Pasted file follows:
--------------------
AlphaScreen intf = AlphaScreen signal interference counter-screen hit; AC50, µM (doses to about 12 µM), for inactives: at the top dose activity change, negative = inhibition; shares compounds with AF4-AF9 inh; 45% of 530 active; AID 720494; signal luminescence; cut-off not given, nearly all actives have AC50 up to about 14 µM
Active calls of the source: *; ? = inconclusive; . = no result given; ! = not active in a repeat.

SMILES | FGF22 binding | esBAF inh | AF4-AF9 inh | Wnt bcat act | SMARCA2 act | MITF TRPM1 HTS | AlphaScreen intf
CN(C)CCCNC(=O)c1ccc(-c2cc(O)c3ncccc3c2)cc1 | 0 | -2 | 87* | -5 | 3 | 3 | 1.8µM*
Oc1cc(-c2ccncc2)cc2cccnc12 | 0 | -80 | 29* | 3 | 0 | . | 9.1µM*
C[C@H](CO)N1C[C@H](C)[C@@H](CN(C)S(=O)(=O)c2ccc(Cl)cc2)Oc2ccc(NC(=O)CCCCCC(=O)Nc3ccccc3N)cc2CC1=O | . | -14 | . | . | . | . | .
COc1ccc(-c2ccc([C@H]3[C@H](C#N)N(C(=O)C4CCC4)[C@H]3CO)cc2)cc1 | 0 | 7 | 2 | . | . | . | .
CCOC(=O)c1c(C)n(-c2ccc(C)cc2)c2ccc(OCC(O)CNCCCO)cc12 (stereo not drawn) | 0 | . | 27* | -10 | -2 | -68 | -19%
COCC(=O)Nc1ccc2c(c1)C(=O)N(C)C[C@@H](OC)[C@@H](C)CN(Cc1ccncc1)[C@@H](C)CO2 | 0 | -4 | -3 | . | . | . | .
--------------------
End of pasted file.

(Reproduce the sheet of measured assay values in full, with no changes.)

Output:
AlphaScreen intf = AlphaScreen signal interference counter-screen hit; AC50, µM (doses to about 12 µM), for inactives: at the top dose activity change, negative = inhibition; shares compounds with AF4-AF9 inh; 45% of 530 active; AID 720494; signal luminescence; cut-off not given, nearly all actives have AC50 up to about 14 µM
Active calls of the source: *; ? = inconclusive; . = no result given; ! = not active in a repeat.

SMILES | FGF22 binding | esBAF inh | AF4-AF9 inh | Wnt bcat act | SMARCA2 act | MITF TRPM1 HTS | AlphaScreen intf
CN(C)CCCNC(=O)c1ccc(-c2cc(O)c3ncccc3c2)cc1 | 0 | -2 | 87* | -5 | 3 | 3 | 1.8µM*
Oc1cc(-c2ccncc2)cc2cccnc12 | 0 | -80 | 29* | 3 | 0 | . | 9.1µM*
C[C@H](CO)N1C[C@H](C)[C@@H](CN(C)S(=O)(=O)c2ccc(Cl)cc2)Oc2ccc(NC(=O)CCCCCC(=O)Nc3ccccc3N)cc2CC1=O | . | -14 | . | . | . | . | .
COc1ccc(-c2ccc([C@H]3[C@H](C#N)N(C(=O)C4CCC4)[C@H]3CO)cc2)cc1 | 0 | 7 | 2 | . | . | . | .
CCOC(=O)c1c(C)n(-c2ccc(C)cc2)c2ccc(OCC(O)CNCCCO)cc12 (stereo not drawn) | 0 | . | 27* | -10 | -2 | -68 | -19%
COCC(=O)Nc1ccc2c(c1)C(=O)N(C)C[C@@H](OC)[C@@H](C)CN(Cc1ccncc1)[C@@H](C)CO2 | 0 | -4 | -3 | . | . | . | .